- habitual or customary performance; operation: office practice.
- habit; custom: It is not the practice here for men to wear long hair.
- repeated performance or systematic exercise for the purpose of acquiring skill or proficiency: Practice makes perfect.
- condition arrived at by experience or exercise: She refused to play the piano, because she was out of practice.
- the action or process of performing or doing something: to put a scheme into practice; the shameful practices of a blackmailer.
- the exercise or pursuit of a profession or occupation, especially law or medicine: She plans to set up practice in her hometown.
- the business of a professional person: The doctor wanted his daughter to take over his practice when he retired.
- Law. the established method of conducting legal proceedings.
- Archaic. plotting; intrigue; trickery.
- Usually practices. Archaic. intrigues; plots.
- to perform or do habitually or usually: to practice a strict regimen.
- to follow or observe habitually or customarily: to practice one's religion.
- to exercise or pursue as a profession, art, or occupation: to practice law.
- to perform or do repeatedly in order to acquire skill or proficiency: to practice the violin.
- to train or drill (a person, animal, etc.) in something in order to give proficiency.
- to do something habitually or as a practice.
- to pursue a profession, especially law or medicine.
- to exercise oneself by repeated performance in order to acquire skill: to practice at shooting.
- Archaic. to plot or conspire.
Origin of practice
SynonymsSee more synonyms for on Thesaurus.com
Related Wordsuse, proceeding, form, habit, process, system, rule, method, tradition, discipline, training, study, experience, preparation, drill, action, operation, career, work, hone
Examples from the Web for practice
As a means of preventing tooth decay in those cities that do fluoridate, the practice certainly looks like a success.Anti-Fluoriders Are The OG Anti-Vaxxers
July 27, 2016
The men use the dolls to practice the basics of caring for babies.How Good Dads Can Change the World
Gary Barker, PhD, Michael Kaufman
January 6, 2015
DeCrow would come to lead a movement against this practice, suing the Hotel Syracuse in 1969 and calling for protests and sit-ins.The Bars That Made America Great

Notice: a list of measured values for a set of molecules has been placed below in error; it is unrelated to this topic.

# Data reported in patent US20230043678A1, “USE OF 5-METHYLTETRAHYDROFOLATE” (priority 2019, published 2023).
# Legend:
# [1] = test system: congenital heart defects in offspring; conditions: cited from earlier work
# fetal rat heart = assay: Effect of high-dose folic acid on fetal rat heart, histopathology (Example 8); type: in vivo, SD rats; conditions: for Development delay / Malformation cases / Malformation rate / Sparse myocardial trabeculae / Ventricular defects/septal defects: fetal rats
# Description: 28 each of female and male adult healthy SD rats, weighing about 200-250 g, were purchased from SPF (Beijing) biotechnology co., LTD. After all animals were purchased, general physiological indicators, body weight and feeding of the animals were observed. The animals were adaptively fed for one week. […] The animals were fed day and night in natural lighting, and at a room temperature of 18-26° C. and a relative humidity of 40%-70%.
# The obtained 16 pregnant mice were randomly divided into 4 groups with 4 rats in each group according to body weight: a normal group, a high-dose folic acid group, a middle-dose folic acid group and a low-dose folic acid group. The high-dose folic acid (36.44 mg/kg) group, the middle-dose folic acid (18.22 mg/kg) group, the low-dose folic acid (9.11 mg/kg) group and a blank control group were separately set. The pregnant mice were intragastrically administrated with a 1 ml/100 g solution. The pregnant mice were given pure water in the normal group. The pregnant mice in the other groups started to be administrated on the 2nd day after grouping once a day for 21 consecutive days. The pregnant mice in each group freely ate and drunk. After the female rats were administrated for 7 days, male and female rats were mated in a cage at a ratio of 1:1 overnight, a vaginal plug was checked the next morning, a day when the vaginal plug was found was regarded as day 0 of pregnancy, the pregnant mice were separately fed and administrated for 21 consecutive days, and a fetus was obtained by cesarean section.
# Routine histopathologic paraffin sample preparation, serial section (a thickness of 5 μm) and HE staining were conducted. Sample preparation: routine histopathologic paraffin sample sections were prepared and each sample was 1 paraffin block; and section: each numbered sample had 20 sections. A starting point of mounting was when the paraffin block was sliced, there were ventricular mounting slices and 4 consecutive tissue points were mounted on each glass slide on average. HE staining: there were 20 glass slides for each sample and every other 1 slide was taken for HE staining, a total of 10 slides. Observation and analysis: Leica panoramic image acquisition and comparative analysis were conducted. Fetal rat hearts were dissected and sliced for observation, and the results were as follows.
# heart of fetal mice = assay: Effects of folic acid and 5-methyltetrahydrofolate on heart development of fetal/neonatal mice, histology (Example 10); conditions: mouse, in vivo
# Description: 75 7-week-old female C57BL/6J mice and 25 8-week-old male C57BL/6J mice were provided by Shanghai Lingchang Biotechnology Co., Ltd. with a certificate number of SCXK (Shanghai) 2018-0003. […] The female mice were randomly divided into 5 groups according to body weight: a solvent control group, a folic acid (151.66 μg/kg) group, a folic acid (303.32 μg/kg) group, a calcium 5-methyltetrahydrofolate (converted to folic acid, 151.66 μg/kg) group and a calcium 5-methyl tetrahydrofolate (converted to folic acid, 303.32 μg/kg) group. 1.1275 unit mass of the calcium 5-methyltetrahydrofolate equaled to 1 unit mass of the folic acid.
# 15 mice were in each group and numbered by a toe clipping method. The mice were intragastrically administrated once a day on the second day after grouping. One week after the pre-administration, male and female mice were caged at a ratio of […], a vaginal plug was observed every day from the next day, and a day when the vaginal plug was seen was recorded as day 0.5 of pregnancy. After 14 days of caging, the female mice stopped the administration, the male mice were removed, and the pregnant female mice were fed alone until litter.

December 28, 2014
The WHO has agreed to meet with Yang and a number of Chinese NGOs to discuss a broader ruling on the practice.China’s Electroshock Gay-Conversion Case
December 19, 2014
This story was used by some third-century North African Christians to justify the practice of women performing baptisms.First Anglican Woman Bishop A Return to Christian Roots
December 18, 2014
I ought to be supple enough after the practice of these three days.The Armourer's Prentices
Charlotte M. Yonge
You are recommended, Miss, to the practice of your private devotions.Clarissa, Volume 1 (of 9)
The designs of that power, dark in purpose, are clear in practice.
The method of working with it was simple in idea, however difficult in practice.
However good they may be, we are not ready to put them into practice.
- a usual or customary action or proceedingit was his practice to rise at six; he made a practice of stealing stamps
- repetition or exercise of an activity in order to achieve mastery and fluency
- the condition of having mastery of a skill or activity through repetition (esp in the phrases in practice, out of practice)
- the exercise of a professionhe set up practice as a lawyer
- the act of doing somethinghe put his plans into practice
- the established method of conducting proceedings in a court of law
- the US spelling of practise
Word Origin and History for practice
c.1400, "to do, act;" early 15c., "to follow or employ; to carry on a profession," especially medicine, from Old French pratiser, practiser "to practice," alteration of practiquer, from Medieval Latin practicare "to do, perform, practice," from Late Latin practicus "practical," from Greek praktikos "practical" (see practical).
early 15c., practise, "practical application," originally especially of medicine but also alchemy, education, etc.; from Old French pratiser, from Medieval Latin practicare (see practice (v.)). From early 15c. often assimilated in spelling to nouns in -ice. Also as practic, which survived in parallel into 19c.
- To engage in the profession of medicine or one of the allied health professions.
- The exercise of the profession of medicine.
- The business of a practicing physician or group of physicians, including facilities and customary patients.
Idioms and Phrases with practice
In addition to the idioms beginning with practice
- practice makes perfect
- practice what you preach
- in practice
- make a practice of
- out of practice
- put into practice
- sharp practice